Friday, September 18, 2009

Indigestion and other French Conversation Starters

The French like to talk about their bodies. They unabashedly discuss, analyze and share their body's functions with the world. They are only too happy to report on the current state of their bowels, talk about their level of water retention that day or how well they slept last night.

If you have dark circles under your eyes or have gained a bit of weight, chances are someone is going to ask you about it. On the flip side, if you have just returned from vacation and you are looking tan and rested, I guarantee you someone will inquire about your bonne mine which translates to your physical glow. In most cases the person is neither criticizing nor complimenting you, they are simply trying to strike up conversation.

When you wake up in the morning in France one of the first things you will talk about is what kind of shape you are in that morning. As soon as you arrive at the breakfast table someone will ask you how you slept last night? At first I thought this was one of those hollow 'How are you? Good. And you?' type of questions but the answer I received when I asked, and you? was a full on report about how they woke up covered in sweat because of the weather or how they had a hard time falling asleep because of the spicy dinner they ate which had given them indigestion. This level of information often leaves me speechless, uncomfortable with the amount of information I have received I am both uninterested in posing follow up questions and uninterested in talking about how much or how little I sweat last night.

That fact that you are unwilling to offer unsolicited updates on a rash that is bothering you or the wart on your toe, does not discourage others from sharing this kind of information with you. During one of my first days at the design agency I greeted one of our account executives and asked how he was doing. His answer was, "Not great, I just ate Chinese food for lunch and am feeling really bloated and gassy. Don't you find greasy food like that impossible to digest? Always gives me the runs!". At this point I did not even know this person's name and I certainly did not need to know this level of detail as to how he was processing his lunch.

As the weeks progressed at work, I got used to hearing this kind of insider information on the physical conditions of my coworkers so I decided to try sharing a few details of my own. Last week I had diarrhea...see...evening typing this to you blog fans makes me feel I come in to work and when my coworker asks me how I am doing, I answer à la française and say, "Oh, I am not doing too well. My stomach is feeling a little unsettled." My colleague was disappointed with my vague terminology and genuinely interested in my condition. She replied, "Unsettled? Unsettled how? Did you throw up? Do you have gas? Is it diarrhea, and if so how many times have you pooped today? What do you think caused it?". Woah woah woah. I instantly wished I had never brought it up but since I initiated the conversation I had to finish it, "Yep, unsettled, must have been something I ate, anyway how are you?"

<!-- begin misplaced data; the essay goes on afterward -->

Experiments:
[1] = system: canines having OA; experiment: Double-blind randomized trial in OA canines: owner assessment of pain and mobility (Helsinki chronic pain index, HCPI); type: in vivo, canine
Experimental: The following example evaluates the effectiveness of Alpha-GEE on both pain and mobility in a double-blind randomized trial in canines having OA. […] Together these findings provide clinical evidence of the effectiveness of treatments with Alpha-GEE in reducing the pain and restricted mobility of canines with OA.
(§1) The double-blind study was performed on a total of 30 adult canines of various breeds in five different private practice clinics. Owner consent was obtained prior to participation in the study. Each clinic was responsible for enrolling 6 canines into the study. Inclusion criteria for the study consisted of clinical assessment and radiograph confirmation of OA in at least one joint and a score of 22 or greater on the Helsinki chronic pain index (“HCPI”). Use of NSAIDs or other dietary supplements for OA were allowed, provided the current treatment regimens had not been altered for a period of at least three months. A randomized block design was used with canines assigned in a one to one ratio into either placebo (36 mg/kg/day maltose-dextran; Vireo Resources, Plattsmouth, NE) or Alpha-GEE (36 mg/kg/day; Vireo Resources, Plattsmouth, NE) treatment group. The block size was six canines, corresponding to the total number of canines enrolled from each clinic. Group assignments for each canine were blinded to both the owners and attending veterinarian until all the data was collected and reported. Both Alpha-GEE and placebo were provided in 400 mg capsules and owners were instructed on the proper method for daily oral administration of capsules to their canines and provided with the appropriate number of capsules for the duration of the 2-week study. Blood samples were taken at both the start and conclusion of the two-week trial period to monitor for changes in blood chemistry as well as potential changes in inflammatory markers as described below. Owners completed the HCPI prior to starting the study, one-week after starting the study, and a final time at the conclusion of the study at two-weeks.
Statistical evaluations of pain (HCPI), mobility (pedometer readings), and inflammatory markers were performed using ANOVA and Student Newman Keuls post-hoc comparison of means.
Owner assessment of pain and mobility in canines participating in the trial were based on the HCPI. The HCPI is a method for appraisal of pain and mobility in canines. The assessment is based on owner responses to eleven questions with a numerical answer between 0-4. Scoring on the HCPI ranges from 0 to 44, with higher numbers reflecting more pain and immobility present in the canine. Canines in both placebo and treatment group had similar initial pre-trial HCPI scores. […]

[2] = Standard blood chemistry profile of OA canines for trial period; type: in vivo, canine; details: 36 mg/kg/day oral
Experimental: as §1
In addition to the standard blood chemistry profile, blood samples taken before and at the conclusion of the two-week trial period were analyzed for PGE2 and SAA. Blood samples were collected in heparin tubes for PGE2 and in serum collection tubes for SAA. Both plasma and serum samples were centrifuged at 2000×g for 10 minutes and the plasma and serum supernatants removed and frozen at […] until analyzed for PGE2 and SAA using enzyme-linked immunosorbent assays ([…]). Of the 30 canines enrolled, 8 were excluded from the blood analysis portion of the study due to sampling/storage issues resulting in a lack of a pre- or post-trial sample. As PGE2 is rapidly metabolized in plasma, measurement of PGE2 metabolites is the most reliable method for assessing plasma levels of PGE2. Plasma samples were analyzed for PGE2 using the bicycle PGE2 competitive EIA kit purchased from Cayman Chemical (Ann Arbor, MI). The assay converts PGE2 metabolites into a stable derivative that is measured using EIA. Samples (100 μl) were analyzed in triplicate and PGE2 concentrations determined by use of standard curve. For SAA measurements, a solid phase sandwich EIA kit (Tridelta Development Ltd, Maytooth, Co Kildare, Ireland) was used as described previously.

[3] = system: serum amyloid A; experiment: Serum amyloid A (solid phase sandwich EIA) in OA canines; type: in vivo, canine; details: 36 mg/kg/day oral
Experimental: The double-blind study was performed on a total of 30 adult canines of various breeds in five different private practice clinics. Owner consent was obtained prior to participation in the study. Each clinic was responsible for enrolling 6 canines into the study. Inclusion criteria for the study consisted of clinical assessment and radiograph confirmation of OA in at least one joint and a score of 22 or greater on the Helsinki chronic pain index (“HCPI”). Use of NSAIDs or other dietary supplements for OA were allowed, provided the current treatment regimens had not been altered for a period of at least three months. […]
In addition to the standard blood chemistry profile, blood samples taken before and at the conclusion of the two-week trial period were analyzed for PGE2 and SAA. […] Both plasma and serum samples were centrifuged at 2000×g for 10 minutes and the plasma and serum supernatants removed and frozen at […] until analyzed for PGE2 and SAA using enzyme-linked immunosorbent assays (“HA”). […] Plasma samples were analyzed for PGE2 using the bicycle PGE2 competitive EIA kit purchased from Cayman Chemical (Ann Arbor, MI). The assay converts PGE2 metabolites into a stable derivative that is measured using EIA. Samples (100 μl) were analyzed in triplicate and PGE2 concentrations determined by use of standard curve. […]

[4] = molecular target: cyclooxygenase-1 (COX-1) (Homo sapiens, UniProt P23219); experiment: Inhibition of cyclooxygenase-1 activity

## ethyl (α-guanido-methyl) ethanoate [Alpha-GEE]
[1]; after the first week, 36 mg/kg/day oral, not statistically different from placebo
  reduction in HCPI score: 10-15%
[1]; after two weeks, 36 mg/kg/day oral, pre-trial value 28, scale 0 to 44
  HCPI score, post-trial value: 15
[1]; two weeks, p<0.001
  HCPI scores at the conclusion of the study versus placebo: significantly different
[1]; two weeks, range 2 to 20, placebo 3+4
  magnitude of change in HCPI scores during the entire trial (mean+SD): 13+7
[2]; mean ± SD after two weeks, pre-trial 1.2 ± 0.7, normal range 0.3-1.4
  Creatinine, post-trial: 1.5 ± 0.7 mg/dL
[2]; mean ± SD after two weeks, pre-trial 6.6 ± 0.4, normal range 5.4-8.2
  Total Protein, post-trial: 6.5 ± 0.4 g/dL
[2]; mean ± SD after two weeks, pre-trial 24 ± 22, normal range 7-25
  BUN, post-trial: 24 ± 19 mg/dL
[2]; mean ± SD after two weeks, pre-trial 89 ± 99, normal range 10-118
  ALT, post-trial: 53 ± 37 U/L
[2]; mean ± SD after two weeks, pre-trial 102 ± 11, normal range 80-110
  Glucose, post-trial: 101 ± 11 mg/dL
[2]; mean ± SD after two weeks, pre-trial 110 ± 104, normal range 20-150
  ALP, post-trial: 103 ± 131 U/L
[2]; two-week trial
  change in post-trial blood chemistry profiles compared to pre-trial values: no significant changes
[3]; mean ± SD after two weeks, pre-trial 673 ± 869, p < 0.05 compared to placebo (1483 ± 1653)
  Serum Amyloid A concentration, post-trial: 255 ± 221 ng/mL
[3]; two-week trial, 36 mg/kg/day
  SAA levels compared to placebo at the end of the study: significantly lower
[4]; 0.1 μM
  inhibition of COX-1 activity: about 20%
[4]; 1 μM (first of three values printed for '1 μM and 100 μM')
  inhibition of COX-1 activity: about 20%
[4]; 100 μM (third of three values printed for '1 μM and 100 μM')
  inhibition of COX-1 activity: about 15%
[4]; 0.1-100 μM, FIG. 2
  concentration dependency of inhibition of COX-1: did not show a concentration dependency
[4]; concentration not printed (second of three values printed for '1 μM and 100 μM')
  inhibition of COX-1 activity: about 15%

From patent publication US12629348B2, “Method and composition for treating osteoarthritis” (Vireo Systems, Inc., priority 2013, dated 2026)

These conversations do not just come up between friends and colleagues. If you missed the story about how bluntly the immigration doctor commented on the gas that showed up on my x-ray be sure to skip back and read it. Turns out his comment is par for the course in France. Not long ago I had a gynecological visit. The doctor was a lovely sophisticated lady in her late 50's. She preformed a traditional ladies exam which in this office includes an ultrasound. She was looking around, showing me on the little screen what my ovaries look like, and then she scrolls over to my bladder and says, "Oh oh oh! Somebody has to go pee pee!". She was right and despite my gut reaction of surprise and horror I reminded myself she is just trying to be chatty so I replied trying to sound french and said something like, "Oh yeah. Isn't coffee the worst? Runs right through me".

At the UW I had a French Professor who presented a theory about this subtle but distinct cultural difference. He says it all comes back to religion. The French are a historically Catholic society while America is traditionally Protestant. When you enter a French Catholic church you see a large cross with a dead or dying Jesus on it. Jesus usually doesn't look that good (understandably so) his head it hanging, his body is limp and blood is dripping from his head, hands and from the slash on his side. When Catholics look to the cross they see a mangled body. Now, when you enter a American Protestant church the cross is usually bare and is often represented in a more abstract way, like a cross shaped window. Professor Collins argued that these two different crosses illustrate the two cultures different philosophies about the human body. Catholics are focused on the flesh in all its glory and sinfulness. Protestants prefer to ignore or suppress the body, hiding or ignoring it's sinful and dirty nature.

So while books like "Everybody Poops" may help the next generation to more openly and loudly discuss their gas and bodily functions, I guess I am just an old-school American Protestant kind of lady.


Anonymous said...
This comment has been removed by a blog administrator.
Jeannette said...

Interesting how the French aren't too keen on openly sharing things about their lives, but they don't mind so much talking about their bodily functions. I also love the protestant/catholic theory, it makes a lot of sense!